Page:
By Julie Schmit, USA TODAY
The number of federal inspectors for deepwater oil facilities has not kept pace with the industry's growth, lawmakers said Tuesday at a House hearing into the BP oil spill.
The federal agency regulating offshore drilling has just 60 inspectors in the Gulf of Mexico for nearly 4,000 facilities, just five more inspectors than it had in 1985, according to a memo prepared by the Democratic majority staff for the subcommittee hearing of the Committee on Energy and Commerce.
The number of producing deepwater wells increased from 65 in 1985 to 602 in 2009, the memo says.
"Inspection has not been a priority," said Rep. Bart Stupak, D-Mich., who chaired the hearing.
Along with limited inspection, the Minerals Management Service, the agency that oversees the industry and is now called the Bureau of Ocean Energy Management, Regulation and Enforcement, failed at numerous junctures to upgrade safety of deepwater drilling. This occurred especially during the George W. Bush administration but also during the Obama administration, lawmakers said.
While BP has been accused by lawmakers of cutting corners, regulators overseeing BP share blame, Rep. Henry Waxman, D-Calif., said.
"The cop on the beat (MMS) was off duty for nearly a decade," he said.
The memorandum, prepared for Waxman and other lawmakers, alleges that the minerals service:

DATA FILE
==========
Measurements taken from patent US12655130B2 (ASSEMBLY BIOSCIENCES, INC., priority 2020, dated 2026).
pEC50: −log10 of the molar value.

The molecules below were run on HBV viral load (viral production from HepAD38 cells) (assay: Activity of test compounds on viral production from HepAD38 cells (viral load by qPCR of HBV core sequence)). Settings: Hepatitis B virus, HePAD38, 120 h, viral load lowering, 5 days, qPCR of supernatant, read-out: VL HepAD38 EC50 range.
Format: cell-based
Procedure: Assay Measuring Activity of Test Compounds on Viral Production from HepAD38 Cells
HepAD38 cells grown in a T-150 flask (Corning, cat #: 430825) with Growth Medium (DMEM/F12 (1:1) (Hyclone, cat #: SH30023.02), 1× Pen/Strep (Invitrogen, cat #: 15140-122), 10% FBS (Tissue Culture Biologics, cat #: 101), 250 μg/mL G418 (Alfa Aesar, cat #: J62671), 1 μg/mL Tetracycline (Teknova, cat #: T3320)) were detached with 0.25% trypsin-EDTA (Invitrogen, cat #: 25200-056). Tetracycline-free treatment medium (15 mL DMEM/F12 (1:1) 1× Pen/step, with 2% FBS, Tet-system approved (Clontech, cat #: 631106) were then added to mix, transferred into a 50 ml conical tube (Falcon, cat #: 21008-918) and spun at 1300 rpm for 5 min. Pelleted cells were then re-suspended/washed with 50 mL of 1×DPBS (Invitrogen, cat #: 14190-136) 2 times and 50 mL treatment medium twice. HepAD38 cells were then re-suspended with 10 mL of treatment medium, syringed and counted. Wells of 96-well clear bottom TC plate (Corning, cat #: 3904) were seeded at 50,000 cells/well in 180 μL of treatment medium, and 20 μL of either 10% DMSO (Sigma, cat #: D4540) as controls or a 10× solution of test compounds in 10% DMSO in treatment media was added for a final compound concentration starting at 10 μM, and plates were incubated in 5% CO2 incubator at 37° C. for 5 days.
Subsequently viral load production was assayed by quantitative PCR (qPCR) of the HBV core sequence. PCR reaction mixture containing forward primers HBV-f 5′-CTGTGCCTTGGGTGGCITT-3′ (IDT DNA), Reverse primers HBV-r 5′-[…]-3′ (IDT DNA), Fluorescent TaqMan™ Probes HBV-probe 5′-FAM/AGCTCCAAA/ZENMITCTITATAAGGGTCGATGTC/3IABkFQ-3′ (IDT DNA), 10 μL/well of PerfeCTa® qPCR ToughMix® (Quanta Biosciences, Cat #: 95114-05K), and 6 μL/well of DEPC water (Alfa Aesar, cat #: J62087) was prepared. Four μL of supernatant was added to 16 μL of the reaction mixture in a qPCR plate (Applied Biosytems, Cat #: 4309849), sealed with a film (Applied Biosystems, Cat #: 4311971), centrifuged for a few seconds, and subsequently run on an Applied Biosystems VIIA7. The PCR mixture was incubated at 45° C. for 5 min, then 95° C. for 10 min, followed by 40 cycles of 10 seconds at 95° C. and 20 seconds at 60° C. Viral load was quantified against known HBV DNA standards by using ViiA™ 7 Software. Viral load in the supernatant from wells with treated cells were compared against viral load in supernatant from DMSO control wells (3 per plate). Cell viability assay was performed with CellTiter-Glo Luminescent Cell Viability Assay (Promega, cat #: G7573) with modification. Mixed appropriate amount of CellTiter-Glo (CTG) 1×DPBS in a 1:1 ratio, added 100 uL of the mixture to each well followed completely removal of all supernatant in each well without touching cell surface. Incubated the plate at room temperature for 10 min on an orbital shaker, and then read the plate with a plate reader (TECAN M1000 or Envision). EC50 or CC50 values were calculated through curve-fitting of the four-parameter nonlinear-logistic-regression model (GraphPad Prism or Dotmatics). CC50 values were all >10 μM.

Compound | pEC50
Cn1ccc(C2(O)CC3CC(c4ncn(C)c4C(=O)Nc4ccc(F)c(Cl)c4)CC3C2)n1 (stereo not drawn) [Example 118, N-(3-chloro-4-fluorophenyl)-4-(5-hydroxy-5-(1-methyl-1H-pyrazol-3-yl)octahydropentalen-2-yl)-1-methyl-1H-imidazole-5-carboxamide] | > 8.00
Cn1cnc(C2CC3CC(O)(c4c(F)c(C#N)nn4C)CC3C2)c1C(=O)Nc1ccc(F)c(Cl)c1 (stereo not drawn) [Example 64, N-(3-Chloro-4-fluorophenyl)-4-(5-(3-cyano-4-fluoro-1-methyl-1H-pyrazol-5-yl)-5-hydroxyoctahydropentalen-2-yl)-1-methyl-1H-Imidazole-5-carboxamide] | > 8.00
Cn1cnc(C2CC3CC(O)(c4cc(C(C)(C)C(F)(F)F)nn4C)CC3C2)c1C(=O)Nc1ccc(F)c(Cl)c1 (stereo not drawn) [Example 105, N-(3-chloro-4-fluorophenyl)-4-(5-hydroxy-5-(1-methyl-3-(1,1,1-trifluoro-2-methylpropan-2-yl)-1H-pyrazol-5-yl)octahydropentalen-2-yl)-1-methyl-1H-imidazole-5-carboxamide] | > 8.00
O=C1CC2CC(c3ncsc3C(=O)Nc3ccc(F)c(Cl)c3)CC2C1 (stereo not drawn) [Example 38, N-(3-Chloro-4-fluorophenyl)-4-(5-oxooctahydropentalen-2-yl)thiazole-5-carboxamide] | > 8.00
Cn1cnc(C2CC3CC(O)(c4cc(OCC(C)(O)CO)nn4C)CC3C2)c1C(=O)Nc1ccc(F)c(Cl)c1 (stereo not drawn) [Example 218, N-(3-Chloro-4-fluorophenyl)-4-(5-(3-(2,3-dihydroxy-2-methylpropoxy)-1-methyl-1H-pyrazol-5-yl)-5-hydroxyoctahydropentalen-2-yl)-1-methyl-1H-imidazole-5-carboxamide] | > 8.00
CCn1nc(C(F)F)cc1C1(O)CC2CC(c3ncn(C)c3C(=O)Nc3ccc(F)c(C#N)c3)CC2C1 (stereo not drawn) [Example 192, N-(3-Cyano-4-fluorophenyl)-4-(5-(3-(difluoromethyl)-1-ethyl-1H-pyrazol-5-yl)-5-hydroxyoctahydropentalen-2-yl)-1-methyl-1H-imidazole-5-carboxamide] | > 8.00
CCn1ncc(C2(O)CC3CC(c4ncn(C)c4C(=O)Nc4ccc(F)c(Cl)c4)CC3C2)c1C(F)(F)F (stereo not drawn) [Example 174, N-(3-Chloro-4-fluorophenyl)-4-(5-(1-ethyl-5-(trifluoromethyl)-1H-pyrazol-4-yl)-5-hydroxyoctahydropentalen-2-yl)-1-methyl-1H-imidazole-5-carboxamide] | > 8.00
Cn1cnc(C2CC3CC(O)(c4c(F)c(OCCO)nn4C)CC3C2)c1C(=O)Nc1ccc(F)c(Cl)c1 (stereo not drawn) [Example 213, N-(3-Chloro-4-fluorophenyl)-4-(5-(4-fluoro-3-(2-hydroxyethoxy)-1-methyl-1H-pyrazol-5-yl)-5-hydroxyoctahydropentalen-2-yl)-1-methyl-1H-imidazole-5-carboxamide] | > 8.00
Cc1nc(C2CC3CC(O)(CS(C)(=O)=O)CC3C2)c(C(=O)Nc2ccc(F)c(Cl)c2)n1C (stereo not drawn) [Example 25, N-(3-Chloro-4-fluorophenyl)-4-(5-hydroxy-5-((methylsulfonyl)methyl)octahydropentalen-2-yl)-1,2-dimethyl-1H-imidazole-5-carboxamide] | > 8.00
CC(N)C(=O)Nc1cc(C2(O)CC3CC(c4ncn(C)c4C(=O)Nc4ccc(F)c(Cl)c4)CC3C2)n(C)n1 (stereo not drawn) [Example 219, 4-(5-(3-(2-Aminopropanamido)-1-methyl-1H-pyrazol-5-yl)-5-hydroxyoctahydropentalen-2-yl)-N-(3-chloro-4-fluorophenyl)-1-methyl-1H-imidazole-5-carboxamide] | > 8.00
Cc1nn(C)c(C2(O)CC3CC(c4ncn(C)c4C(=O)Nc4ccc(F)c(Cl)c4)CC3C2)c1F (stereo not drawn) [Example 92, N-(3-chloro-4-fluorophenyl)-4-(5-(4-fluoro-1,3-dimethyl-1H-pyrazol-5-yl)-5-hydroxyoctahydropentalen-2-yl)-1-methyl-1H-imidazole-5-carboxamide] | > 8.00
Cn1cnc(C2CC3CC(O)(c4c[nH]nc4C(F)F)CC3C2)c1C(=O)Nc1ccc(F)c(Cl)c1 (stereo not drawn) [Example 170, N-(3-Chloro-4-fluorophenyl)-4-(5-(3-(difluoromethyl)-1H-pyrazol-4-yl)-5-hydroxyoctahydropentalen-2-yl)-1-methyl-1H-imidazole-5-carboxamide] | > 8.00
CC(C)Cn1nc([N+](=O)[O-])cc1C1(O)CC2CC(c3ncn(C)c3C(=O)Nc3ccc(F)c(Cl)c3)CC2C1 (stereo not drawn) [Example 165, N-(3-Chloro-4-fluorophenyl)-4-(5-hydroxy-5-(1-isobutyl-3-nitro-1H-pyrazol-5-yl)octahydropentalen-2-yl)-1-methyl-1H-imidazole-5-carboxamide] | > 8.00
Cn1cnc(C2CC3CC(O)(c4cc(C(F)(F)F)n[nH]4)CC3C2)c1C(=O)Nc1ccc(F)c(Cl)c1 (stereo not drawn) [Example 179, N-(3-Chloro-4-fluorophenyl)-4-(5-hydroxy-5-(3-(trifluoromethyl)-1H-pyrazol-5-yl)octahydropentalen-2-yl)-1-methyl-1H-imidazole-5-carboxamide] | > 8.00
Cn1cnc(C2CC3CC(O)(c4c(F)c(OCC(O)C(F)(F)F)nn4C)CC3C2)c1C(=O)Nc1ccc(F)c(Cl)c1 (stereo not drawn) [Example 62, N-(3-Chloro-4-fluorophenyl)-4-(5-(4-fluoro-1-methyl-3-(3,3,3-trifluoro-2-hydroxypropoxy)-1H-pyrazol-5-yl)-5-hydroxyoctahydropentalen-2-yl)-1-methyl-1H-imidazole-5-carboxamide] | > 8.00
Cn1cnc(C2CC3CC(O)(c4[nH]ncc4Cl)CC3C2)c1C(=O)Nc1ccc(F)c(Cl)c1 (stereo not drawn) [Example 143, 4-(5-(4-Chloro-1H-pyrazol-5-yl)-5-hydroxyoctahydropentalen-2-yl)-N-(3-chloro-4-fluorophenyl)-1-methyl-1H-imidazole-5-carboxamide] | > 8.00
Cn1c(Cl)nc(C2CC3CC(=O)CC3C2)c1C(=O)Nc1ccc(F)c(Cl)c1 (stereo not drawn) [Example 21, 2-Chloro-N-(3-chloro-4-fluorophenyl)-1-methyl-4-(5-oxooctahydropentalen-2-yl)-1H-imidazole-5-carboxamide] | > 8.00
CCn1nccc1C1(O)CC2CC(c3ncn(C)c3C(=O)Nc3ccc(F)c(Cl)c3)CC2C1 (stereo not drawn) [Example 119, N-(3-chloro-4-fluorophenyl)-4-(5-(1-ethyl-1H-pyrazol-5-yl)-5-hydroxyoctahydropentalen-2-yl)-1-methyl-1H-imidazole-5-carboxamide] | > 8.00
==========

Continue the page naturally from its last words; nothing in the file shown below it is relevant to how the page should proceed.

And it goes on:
•Approved changes to the BP well's design that may have increased the risk of a blowout, which occurs when drillers lose control of a well. The BP well that started to spill oil in April was just capped, although concerns remain about seepage.
•Failed to act upon a series of reports prepared for the minerals service in 2001, 2002 and 2003 that recommended two blind shear rams on blowout preventers, the safety devices that are supposed to seal wells should blowouts occur. The government recently recommended two sets of rams.
•Failed to require more stringent standards in the cementing of wells. In 2000, the MMS questioned the practice of letting drillers set their procedures. The minerals service decided not to impose any cementing requirements.
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At the BP well, BP made several decisions during cementing "which may have increased the likelihood of a blowout," the memo says.
Since the BP blowout, Interior Secretary Ken Salazar has reorganized the agency, imposed a temporary drilling moratorium and recommended new safeguards. The department is also hiring additional inspectors, he said. Previous Interior Department chiefs also testified that during their reigns the safety record of offshore drilling was stellar.